Duncan Cockburn asked in a comment to a recent post what the output format was that I used for my XSLT transformation of a Framemaker document. I dump the results of my XSLT transformation into a format that is close to the final output used in my workflow (i.e. I don't save it in a structured XML format first). Then I post-process the whole thing with a Perl script to clean up some pieces that were difficult to handle with XSLT. I know that you can work with the XML tree directly from Perl but found two issues:
- I ended up using some XSLT 2.0 constructs (or at least was playing with them) that required I use the Saxon XSLT query processor. If you know how to use XSLT 2.0 from Perl directly let me know.
- Time. This was a side project I was working on - The task I was working on was to manually copy several registers worth of information from the Framemaker document to another, more structured, file. I saved quite a bit of time (and was able to do the task much more accurately) using a more automated approach. To make sure I didn't get stuck and waste time learning all the ins and outs of the way Perl and XML/XSLT parsers work I decided to separate the extraction and final cleanup tasks.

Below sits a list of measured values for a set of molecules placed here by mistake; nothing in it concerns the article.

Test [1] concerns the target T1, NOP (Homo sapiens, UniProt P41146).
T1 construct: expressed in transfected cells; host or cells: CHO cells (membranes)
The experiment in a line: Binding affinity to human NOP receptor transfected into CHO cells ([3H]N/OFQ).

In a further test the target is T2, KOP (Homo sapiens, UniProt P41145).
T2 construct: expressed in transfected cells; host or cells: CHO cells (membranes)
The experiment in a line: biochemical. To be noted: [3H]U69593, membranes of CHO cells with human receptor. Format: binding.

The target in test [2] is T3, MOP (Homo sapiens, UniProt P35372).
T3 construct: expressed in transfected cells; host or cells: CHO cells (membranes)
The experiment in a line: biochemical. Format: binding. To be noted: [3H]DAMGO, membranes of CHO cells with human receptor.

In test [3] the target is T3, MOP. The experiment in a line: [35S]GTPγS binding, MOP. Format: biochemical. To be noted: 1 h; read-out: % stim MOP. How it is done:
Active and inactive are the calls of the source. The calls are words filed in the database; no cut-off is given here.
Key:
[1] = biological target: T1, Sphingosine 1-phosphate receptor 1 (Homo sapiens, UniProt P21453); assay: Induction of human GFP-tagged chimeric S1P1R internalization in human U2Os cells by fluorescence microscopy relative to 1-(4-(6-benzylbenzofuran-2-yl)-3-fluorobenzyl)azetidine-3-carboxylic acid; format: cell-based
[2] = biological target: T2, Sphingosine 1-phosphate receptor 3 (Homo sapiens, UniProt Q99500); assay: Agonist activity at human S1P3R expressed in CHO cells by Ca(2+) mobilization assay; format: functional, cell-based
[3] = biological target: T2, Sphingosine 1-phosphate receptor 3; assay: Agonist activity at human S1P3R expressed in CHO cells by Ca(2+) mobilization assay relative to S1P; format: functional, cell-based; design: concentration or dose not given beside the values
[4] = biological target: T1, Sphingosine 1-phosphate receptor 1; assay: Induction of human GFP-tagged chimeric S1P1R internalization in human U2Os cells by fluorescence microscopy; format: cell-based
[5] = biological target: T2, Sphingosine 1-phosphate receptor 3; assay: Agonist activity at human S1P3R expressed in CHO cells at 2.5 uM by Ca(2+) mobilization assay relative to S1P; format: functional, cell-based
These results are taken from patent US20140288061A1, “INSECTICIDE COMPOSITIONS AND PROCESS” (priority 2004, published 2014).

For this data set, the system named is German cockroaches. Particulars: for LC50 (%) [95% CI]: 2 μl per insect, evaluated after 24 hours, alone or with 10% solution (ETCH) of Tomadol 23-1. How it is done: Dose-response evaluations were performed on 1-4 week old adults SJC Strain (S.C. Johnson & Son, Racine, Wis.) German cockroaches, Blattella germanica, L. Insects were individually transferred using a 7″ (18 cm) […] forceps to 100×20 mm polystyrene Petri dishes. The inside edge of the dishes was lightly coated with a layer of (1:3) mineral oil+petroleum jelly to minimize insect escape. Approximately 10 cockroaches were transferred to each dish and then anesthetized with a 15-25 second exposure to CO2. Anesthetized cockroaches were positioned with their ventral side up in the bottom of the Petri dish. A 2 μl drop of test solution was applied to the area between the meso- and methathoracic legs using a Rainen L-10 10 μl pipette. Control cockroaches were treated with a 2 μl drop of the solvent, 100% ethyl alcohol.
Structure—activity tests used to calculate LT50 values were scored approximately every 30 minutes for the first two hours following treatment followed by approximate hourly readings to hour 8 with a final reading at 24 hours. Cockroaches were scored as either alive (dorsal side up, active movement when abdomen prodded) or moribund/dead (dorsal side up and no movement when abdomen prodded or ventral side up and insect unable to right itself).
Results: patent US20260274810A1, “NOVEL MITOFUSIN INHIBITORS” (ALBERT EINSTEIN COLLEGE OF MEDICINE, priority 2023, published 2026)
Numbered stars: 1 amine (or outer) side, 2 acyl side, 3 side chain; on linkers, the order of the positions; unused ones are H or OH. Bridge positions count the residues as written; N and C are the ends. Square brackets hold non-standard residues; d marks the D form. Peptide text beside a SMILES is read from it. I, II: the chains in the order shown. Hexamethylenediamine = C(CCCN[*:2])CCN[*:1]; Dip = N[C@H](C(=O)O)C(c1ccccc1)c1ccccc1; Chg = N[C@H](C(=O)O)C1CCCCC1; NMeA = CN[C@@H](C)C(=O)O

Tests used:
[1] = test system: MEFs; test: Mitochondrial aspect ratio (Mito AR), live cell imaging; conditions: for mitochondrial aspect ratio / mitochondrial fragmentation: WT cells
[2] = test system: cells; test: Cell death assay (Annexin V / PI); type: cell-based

Duncan - do you have a lot of experience generating XML? My understanding is that it can be a bit of a pain to get it right, even assuming you'll be using an API. Depending on your application you may find it easier to skip the step of generating a structured XML file and instead dumping the output in a form that is easier for you to work with. One suggestion I've heard is to use YAML. Here's the description from the YAML homepage:
YAML(tm) (rhymes with "camel") is a straightforward machine parsable data serialization format designed for human readability and interaction with scripting languages such as Perl and Python. YAML is optimized for data serialization, configuration settings, log files, Internet messaging and filtering. YAML(tm) is a balance of the following design goals:
- YAML documents are very readable by humans.
- YAML interacts well with scripting languages.
- YAML uses host languages' native data structures.
- YAML has a consistent information model.
- YAML enables stream-based processing.
- YAML is expressive and extensible.
- YAML is easy to implement.
However, I would recommend the XML step if you were planning on using other tools that were built to handle XML. For example, say you were going to move to a structured documentation flow and had created a stylesheet for Framemaker that understood registers defined in a structured way. Alternatively you may want to make it possible for others to write stylesheets to take your XML to C++/Vera/e/whatever. Of course, you don't need an XML intermediary step for that, you just need to come up with a predefined register file format. As I've mentioned before, Denali has just such a format (RDL). Might be worth a look.